Formerly TBS Journal

ISSN: 1687-7721

The Media Reality in Iraqi Kurdistan

Issue 14, Summer 2011

By Alice Hlidkova

A light-hearted invitation to journalists to visit Iraqi Kurdistan

A light-hearted invitation to journalists to visit Iraqi Kurdistan


The Role of Freedom of Expression and Democracy in Kurdistan: can freedom of press exist in a federal region of Iraq?



We are inspired by you [President Barack Obama] and the values of the free world led by the United States of America. As a symbol of freedom, democracy and equality in the free world, we are seeking your help” - Shaswar Qadir, co-founder of Nalia Television Radio


I am proud to be a Kurd. I didn’t choose to be Kurdish; I did choose to be a Muslim. I wish to live in a country that there are neither women nor men rights, but human rights. Here it won’t happen and my dream will never come true.” - Tawar Rasheed, former Human Rights Watch Iraq employee and real estate developer


Eight years after the United States and its allies invaded Iraq, the country’s transition to a functioning democracy with press freedom is far from accomplished, even in the northern region that U.S. officials have sometimes touted as model for the country.

Shortly after the February demonstrations in Suleymaniyah, Kurdistan, which left eight people dead, Reporters Without Borders (RWB) wrote to Kurdistani President Massoud Barzani to say that despite improvements in the representation of democratic voices in the region, the organization was concerned about the deterioration in the situation of journalists there since February 17.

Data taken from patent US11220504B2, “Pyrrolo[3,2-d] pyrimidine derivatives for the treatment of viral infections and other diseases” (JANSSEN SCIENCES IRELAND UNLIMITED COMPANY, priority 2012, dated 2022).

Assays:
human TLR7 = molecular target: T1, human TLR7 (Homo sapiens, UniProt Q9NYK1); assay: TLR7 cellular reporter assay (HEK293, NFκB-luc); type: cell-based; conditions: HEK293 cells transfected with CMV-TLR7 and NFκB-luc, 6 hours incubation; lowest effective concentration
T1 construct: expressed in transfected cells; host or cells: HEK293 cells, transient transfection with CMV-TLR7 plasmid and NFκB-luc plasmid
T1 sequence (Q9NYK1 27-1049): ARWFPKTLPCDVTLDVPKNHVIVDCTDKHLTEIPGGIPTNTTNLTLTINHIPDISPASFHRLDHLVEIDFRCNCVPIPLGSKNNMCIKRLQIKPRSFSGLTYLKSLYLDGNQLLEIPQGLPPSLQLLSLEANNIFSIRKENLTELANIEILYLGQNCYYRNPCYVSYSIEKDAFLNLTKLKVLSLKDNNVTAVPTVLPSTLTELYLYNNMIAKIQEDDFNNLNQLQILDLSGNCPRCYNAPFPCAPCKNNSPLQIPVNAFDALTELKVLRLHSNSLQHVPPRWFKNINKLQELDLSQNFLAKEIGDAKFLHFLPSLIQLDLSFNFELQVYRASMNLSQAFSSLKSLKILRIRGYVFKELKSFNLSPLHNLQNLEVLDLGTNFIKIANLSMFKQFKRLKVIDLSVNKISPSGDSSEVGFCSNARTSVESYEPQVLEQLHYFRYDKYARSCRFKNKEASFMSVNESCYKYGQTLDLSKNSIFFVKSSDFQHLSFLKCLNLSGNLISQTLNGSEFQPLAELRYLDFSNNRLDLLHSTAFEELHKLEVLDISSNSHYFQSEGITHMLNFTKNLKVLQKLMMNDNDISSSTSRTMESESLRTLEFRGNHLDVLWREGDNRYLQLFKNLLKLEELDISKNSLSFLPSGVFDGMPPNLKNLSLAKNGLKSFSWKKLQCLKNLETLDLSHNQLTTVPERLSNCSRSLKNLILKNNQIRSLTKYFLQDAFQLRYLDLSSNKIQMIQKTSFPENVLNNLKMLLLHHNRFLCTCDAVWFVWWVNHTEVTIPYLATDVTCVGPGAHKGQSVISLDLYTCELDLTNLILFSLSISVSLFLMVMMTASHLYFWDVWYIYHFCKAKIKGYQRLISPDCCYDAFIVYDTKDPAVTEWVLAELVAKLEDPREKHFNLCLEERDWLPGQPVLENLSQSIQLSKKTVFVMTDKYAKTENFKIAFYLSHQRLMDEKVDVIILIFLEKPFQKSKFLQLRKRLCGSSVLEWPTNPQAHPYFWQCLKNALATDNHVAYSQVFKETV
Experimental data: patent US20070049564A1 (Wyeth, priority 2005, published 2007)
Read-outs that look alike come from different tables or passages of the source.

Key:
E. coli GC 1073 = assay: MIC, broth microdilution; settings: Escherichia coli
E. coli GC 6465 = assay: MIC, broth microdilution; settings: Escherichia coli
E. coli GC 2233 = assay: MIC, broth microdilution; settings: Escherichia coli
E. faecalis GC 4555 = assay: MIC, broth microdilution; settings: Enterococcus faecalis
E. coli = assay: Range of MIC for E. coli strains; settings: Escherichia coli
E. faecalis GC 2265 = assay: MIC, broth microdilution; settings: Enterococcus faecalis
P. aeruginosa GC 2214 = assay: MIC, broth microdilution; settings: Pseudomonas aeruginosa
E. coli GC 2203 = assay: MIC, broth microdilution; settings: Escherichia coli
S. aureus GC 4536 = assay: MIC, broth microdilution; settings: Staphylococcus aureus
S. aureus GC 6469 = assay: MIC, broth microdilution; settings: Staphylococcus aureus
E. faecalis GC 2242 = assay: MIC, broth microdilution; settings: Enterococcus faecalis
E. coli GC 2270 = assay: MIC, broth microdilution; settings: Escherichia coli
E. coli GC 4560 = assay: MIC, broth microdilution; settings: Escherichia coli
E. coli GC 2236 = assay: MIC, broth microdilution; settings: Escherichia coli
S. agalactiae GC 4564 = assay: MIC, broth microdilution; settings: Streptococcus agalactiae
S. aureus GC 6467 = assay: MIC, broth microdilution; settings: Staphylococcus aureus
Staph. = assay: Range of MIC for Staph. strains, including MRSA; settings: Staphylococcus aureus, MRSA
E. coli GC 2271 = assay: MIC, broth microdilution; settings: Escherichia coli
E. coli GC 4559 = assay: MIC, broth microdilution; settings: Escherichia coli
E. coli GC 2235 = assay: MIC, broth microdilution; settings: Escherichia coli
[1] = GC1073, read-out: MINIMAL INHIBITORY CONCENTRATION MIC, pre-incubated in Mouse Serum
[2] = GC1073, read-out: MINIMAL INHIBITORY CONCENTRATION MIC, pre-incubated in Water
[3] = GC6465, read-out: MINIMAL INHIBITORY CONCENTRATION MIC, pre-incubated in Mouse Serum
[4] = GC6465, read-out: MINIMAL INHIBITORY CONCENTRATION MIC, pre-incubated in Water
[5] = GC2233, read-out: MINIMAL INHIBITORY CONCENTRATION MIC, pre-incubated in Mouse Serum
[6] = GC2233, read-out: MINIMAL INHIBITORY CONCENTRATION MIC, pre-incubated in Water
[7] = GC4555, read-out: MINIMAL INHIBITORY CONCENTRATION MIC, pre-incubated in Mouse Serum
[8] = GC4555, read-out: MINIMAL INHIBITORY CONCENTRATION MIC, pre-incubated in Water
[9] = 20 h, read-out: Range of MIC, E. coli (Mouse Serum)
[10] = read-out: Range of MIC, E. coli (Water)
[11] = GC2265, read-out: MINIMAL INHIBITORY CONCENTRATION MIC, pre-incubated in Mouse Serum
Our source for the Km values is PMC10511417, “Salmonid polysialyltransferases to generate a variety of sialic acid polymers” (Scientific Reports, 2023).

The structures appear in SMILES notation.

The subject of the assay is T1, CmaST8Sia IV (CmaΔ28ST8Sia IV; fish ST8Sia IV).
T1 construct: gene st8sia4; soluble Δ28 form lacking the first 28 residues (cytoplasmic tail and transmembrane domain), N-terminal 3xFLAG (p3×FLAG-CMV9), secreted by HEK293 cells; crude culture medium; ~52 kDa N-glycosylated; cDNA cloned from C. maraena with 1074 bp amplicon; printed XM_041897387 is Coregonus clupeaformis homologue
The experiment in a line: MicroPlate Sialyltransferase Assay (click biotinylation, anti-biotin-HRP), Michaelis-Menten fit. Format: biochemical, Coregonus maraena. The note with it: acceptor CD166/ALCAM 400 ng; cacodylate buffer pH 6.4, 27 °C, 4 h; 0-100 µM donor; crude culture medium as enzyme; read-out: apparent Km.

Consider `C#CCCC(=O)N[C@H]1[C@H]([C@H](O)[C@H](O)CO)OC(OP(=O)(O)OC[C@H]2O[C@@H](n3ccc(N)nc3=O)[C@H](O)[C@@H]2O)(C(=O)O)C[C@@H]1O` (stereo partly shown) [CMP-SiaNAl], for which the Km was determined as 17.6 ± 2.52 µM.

In the aftermath of the 2003 invasion, Iraq underwent a media boom. Hundreds of new publications, television and radio stations sprang up across the country, and Iraqis gained access to satellite dishes and the Internet. In Kurdistan, the semi-autonomous and federal region of Iraq, independent media flourished. But in the years since the occupation, the media has fallen short of the promise. A power vacuum bred violence and later civil strife made Iraq the deadliest country in the world for journalists between 2003 and 2008, according to the New York-based Committee to Protect Journalists (CPJ). Even after security improved in 2008 and a new coalition government was formed in Kurdistan in 2010, restrictive legislation and other barriers denied journalists the right to access information.


In addition, extremists and unknown assailants, some apparently linked to political parties, continue to kill media workers and torch their offices. Increasingly, journalists and media advocates find themselves threatened, arrested and physically assaulted by security forces linked to government institutions and political parties, reported the Iraq branch of Human Rights Watch.


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